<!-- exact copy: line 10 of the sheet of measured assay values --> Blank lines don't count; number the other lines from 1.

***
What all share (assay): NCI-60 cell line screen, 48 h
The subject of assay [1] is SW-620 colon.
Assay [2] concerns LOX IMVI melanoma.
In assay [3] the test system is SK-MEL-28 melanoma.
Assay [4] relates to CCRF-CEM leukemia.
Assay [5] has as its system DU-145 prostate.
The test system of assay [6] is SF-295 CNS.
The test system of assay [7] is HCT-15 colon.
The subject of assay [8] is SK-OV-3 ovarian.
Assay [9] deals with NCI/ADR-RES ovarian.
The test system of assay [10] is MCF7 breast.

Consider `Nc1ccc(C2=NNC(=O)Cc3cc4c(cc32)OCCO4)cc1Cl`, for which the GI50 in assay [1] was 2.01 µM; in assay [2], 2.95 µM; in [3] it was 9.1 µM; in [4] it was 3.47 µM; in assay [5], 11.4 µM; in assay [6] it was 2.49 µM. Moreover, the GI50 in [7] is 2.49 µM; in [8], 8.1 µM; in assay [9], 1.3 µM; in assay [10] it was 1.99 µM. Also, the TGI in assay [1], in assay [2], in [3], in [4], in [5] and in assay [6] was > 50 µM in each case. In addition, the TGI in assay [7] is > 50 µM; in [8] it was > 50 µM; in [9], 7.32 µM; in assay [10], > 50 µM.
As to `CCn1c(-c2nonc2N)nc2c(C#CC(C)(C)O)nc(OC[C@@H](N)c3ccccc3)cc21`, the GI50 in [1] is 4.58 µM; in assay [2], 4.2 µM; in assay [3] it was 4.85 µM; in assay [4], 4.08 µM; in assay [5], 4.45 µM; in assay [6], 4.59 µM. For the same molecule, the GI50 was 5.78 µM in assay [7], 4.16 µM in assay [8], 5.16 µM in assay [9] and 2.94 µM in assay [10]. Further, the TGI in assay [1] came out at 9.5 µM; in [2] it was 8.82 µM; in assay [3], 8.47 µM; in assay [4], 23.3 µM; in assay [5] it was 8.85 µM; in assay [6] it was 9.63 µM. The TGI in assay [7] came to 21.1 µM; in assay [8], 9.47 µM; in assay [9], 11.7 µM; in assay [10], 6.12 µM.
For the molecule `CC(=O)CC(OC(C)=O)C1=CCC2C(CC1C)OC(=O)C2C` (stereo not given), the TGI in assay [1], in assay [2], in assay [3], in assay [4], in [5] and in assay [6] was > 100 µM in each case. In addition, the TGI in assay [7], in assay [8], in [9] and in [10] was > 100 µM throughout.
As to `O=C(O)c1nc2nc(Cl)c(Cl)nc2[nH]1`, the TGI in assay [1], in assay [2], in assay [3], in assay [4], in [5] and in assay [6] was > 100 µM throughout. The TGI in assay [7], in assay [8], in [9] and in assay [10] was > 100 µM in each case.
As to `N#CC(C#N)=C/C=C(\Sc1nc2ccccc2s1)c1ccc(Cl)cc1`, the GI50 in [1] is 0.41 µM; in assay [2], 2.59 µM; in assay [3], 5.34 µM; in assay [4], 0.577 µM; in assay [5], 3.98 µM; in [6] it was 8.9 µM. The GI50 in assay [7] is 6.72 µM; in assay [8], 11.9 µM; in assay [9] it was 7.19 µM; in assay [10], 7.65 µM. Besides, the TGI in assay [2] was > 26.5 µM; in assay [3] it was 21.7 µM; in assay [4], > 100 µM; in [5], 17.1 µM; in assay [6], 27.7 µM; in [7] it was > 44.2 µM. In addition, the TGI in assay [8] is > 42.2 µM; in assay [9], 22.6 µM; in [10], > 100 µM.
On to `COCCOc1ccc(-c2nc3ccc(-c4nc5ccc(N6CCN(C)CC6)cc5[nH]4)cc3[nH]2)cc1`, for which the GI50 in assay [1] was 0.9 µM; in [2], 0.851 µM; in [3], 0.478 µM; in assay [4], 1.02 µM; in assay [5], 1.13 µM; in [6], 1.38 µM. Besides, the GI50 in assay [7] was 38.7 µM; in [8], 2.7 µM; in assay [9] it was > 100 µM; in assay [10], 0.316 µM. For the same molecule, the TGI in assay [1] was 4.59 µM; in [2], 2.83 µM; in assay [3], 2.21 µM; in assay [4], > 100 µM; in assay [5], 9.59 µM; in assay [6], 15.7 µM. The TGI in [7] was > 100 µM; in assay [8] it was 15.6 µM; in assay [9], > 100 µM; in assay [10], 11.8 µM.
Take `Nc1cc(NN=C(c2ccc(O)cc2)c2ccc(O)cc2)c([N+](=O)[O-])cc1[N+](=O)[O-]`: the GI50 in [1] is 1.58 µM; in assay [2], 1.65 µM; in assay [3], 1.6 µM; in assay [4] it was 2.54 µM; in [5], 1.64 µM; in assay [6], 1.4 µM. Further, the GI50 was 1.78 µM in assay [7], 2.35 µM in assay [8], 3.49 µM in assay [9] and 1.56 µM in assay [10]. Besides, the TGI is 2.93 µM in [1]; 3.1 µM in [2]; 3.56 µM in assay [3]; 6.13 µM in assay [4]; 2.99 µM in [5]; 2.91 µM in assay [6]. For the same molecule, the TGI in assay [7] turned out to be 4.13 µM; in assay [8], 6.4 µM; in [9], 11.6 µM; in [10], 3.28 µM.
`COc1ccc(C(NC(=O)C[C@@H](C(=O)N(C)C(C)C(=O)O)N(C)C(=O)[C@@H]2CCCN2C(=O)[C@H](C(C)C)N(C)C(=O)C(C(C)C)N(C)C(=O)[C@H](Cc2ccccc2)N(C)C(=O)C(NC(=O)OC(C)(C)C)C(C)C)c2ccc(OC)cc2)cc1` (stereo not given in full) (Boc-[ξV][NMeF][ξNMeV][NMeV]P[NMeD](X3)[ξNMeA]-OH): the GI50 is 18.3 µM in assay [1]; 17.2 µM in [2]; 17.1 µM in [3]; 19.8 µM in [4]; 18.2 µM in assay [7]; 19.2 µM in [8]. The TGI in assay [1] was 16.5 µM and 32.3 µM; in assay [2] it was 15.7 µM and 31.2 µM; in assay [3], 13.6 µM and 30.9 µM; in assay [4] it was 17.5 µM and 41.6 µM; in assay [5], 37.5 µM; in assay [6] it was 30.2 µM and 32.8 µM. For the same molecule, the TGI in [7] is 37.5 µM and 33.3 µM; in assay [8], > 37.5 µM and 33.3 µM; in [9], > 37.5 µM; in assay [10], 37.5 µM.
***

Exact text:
Assay [9] deals with NCI/ADR-RES ovarian.